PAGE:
“Old Sawbones”: The Surgeon’s Struggle


Working in the Medical Middle Ages

“Johnny Rebs and Billy Yanks were in the wrong place at the wrong time.  They not only went into the army just when the killing power of weapons was being brought to a new level of efficiency, they also enlisted in the closing years of a period when the science of medicine was woefully imperfect.  Thus, the Civil War soldier got the worst of it in two ways.  When he fought, he was likely to be injured severely.  When he was in camp, he lived in conditions that were apt to make him sick.  In either case, he had no chance of getting the kind of medical treatment that a generation or so later would be routine.”

—— Dr. James I. Robertson, Jr.

“Soldiers Blue and Gray,” Chapter 8: “The Grimmest Reaper”

The nickname “Old Sawbones” was one of many such unflattering names bestowed upon the army doctors of Civil War camps by the unlucky soldiers struck down by wounds or illnesses and left in medical care.  When the most common medical response to a bullet wound in an arm or a leg was amputation, it’s no surprise that soldiers would have expected to lose a limb after sustaining an injury that might, by today’s standard’s, seem minor.

Surgeons’ education during the Civil War Era was inadequate preparation for the large-scale medical emergency that the war brought on.  With no knowledge of the science of antibiotics or of the way communicable diseases spread, doctors distributed “healing” mixtures to soldiers often heavy in lead, mercury, or other poisonous materials that could speed death along rather than ward it off.

More limbs were removed during the Civil War era than at any other point in American history.  Most of a surgeon’s time consisted of amputation procedures — arms and legs were often too mangled to salvage with needle and thread, so the cure for bullet or shrapnel wounds to the outer limbs was most often simple removal.  An injury to the torso or head most often resulted in death.

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Left: Typical surgical kit used largely to perform amputations. Image credit: Burlington Historical Society via The Civil War Monitor.

Right: Illustration of Union soldier Milton E. Wallen suffering gangrene following the amputation of his arm. Image credit: National Museum of Health and Medicine via The Civil War Monitor.

The frequency of amputations as the go-to method of surgery prompted soldiers to bestow nicknames upon surgeons that included “Sawbones,” “Old Quinine,” and “Long John the Shoemaker.”  Soldiers began to label surgeons and physicians as “quacks,” expressing their frustration at the medical men’s apparently lackadaisical attitude toward the injured and ill.  After all, the default response to any sickness was an overdose of quinine or calomel that usually resulted in poisoning, and the slapdash treatment of a wound so often resulted in infection and even death.  Soldiers even accused their physicians of drunkenness and malpractice.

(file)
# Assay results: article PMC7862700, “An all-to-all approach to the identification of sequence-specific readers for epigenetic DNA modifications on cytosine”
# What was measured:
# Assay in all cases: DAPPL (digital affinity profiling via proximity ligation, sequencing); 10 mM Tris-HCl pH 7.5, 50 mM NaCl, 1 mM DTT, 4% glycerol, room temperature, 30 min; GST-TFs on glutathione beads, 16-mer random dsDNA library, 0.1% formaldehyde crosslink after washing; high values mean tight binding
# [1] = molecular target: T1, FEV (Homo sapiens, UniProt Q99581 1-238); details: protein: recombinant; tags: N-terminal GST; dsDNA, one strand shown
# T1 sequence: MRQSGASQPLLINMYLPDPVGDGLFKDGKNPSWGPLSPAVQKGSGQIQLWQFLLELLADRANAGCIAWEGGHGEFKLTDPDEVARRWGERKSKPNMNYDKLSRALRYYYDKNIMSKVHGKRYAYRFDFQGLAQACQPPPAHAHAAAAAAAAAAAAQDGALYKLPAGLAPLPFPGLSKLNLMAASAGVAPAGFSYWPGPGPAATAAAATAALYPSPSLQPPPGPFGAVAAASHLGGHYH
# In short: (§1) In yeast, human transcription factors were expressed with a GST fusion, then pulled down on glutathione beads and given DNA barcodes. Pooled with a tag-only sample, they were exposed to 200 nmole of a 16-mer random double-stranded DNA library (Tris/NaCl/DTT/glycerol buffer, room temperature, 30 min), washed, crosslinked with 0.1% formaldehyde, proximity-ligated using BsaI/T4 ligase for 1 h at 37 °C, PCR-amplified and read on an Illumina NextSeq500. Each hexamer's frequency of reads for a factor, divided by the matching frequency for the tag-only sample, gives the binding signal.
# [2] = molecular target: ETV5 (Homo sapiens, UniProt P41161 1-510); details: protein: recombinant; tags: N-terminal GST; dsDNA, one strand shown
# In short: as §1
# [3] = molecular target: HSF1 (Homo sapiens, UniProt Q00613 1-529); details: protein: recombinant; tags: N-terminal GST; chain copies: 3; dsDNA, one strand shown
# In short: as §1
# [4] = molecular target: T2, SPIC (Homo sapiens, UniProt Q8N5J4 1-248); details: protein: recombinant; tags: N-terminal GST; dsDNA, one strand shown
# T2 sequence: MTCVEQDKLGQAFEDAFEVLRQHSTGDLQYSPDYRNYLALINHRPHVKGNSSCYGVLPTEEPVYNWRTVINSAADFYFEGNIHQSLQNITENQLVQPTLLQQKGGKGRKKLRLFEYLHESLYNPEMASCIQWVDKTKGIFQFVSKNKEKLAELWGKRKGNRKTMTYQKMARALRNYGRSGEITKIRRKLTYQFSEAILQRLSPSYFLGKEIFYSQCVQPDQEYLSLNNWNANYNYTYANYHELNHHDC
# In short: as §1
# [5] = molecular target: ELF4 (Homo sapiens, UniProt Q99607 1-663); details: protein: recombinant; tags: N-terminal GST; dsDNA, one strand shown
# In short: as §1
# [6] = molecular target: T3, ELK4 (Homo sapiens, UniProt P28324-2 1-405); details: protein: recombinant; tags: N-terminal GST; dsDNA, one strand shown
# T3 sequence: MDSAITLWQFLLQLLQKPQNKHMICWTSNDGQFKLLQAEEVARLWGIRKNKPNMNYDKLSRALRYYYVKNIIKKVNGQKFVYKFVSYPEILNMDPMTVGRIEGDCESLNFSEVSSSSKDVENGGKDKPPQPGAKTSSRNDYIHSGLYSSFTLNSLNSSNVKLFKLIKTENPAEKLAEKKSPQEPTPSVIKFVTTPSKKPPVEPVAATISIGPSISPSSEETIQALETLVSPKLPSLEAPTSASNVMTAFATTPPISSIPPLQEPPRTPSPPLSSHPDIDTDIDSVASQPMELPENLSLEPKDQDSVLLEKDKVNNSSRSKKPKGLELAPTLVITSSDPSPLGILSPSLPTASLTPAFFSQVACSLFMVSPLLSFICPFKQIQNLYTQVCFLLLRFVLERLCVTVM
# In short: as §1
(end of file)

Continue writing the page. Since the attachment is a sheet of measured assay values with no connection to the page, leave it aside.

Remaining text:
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Left: Diagram of a “flap operation,” a procedure that left flaps of skin and muscle loose in order to cover the remaining stump of the limb following removal.  Unfortunately, this method was especially susceptible to the effects of gangrene and hemorrhaging.  Image credit: Kevin Thompson, “Amputations in Military Surgery During the Civil War.”

Right: An example of an 1860’s “Vinegar Valentine,” a practiced sanctioned and usually anonymous with the intent to insult or criticize their recipient.  This particular card plays upon a common opinion directed towards the surgeons of the Civil War.  Image credit: Collector’s Weekly.

Surgeons were, in fact, generally attentive to the needs of the soldiers; they were simply hindered by lack of medical information, supplies, and space/time in which to work.  The accusations of carelessness and malpractice made by the soldiers were usually contradicted or withdrawn once they experienced battle — in such conditions, soldiers realized the vast number of limitations forced upon surgeons, especially following battles.  The sheer number of diseased and wounded men simply overwhelmed the meager number of surgeons that each side could provide, forcing these surgeons to work in haste in order to at least attempt a treatment for every soldier in need.  Even the most devoted of Civil War surgeons were constrained by the inadequate resources available to them.